Thus, by restricting joint infringement to the narrow confines of agency, the Federal Circuit has created a business opportunity for those wishing to infringe method patents. The newly pronounced standard is a clear warning to inventors of processes such as computer systems that claims must now be drawn narrowly, and often in an artificial manner that seeks to prevent operation of the claimed method across networks. This requirement is directly counter to the clear trends in the information technology field that will put more information and processing "in the cloud" and marks yet another departure from the real world of high technology by the
Lawrence Husick

To Hold or Not to Hold

A popular method for protecting and managing intellectual property ("IP") assets -- high valued assets, in particular -- is to transfer them to a special company created for the purpose of creating, protecting, licensing, and monitoring, IP. Typically, a corporation may create a subsidiary to hold its IP, which it may license back to the parent and, perhaps, to third-party licensees.

Assuming that the holding company's relationship with its parent is arms' length and that it obeys all the appropriate corporate formalities, isolating the intellectual property protects the holding company from lawsuits against the parent, claims of the parent's creditors, and the parent's insolvency. It might also protect the IP from hostile takeovers of the parent company. Placing IP in a separate holding company may also provide an objective measure of its value, uncluttered by the operations of the parent. This may be of particular importance for obtaining financing and eventually selling the IP to a third party. From the income tax perspective, the Parent may deduct the royalties it pays to license the IP. Relieving itself of IP ownership may also reduce tax consequences based upon the parent's net worth such as franchise taxes. Of equal importance is that the holding company subsidiary may not be liable for state income tax solely because it is a holding company. At the same time, the holding company is available to offer services to the parent as well as make loans and pay dividends.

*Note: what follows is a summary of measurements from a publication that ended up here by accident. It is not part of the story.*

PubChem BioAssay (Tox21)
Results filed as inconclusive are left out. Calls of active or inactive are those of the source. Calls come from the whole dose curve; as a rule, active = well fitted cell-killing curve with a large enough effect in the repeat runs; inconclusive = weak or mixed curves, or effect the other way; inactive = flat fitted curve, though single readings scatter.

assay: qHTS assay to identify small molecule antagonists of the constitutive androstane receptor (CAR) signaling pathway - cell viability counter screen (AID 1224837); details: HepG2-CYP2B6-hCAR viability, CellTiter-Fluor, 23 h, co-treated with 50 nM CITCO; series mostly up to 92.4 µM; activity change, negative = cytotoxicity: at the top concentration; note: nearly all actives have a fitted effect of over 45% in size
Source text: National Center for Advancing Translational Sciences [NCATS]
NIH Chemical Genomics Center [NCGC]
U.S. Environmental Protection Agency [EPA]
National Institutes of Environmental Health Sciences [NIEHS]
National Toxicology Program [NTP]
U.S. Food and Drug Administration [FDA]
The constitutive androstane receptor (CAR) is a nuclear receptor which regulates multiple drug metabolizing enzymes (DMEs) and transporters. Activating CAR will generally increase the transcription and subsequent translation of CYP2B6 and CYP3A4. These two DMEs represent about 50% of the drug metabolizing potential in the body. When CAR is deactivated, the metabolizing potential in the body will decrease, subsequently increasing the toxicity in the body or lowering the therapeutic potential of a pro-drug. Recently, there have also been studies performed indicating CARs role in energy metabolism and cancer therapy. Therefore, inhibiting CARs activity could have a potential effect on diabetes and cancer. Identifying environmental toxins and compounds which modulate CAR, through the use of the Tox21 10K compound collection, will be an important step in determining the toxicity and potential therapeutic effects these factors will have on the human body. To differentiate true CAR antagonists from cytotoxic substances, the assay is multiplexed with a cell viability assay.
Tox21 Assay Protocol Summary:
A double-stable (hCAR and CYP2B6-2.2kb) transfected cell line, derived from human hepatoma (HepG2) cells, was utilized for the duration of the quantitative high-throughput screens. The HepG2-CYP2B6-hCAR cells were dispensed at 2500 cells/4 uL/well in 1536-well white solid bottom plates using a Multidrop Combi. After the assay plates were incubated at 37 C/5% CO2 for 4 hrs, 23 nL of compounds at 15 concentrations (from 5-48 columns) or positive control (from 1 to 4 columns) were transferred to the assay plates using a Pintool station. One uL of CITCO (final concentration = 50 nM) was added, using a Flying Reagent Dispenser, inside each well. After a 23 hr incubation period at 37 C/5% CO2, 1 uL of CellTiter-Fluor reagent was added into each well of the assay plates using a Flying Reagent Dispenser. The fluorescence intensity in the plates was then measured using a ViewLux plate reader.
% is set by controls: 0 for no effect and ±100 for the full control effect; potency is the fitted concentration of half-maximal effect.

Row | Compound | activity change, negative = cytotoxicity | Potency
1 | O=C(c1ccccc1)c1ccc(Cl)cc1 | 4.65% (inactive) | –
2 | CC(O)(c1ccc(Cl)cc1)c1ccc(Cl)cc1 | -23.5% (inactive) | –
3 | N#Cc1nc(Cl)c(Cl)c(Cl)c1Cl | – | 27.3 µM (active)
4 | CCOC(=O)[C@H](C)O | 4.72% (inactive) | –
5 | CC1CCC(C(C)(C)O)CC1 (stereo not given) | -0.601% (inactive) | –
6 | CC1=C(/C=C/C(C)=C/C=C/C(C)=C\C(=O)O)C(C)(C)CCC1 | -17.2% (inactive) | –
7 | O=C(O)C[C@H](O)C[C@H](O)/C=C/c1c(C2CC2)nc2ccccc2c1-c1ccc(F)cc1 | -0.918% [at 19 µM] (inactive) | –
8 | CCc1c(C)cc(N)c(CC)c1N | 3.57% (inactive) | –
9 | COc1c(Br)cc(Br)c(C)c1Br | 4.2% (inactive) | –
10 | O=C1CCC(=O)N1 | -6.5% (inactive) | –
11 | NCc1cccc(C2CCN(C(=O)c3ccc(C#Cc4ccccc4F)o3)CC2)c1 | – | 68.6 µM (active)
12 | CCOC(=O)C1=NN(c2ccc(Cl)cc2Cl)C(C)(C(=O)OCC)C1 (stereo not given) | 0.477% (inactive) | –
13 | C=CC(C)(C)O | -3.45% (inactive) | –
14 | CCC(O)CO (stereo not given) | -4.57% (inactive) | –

Sound too good to be true? You may be right. States generally have an aversion to IP holding companies because they perform services but do not generate taxable income. Some states aggressively audit IP holding companies, hoping to "pierce the corporate veil" by proving that the holding company is the alter ego of its parent. Should the state require combined reporting for parent and sub as a result of an audit, it would eliminate the tax benefits of the arrangement altogether. North Carolina and some other states have enacted anti-passive investment company laws designed to eliminate the tax benefits of the intangible holding company. In recent years, IP holding companies have been challenged in Connecticut, Maryland, Massachusetts and New York. State legislative bodies in Connecticut, New York, Alabama, Mississippi, New Jersey, North Carolina, and Ohio have enacted so-called "Add Back" statutes. The Model Add Back statute provides that: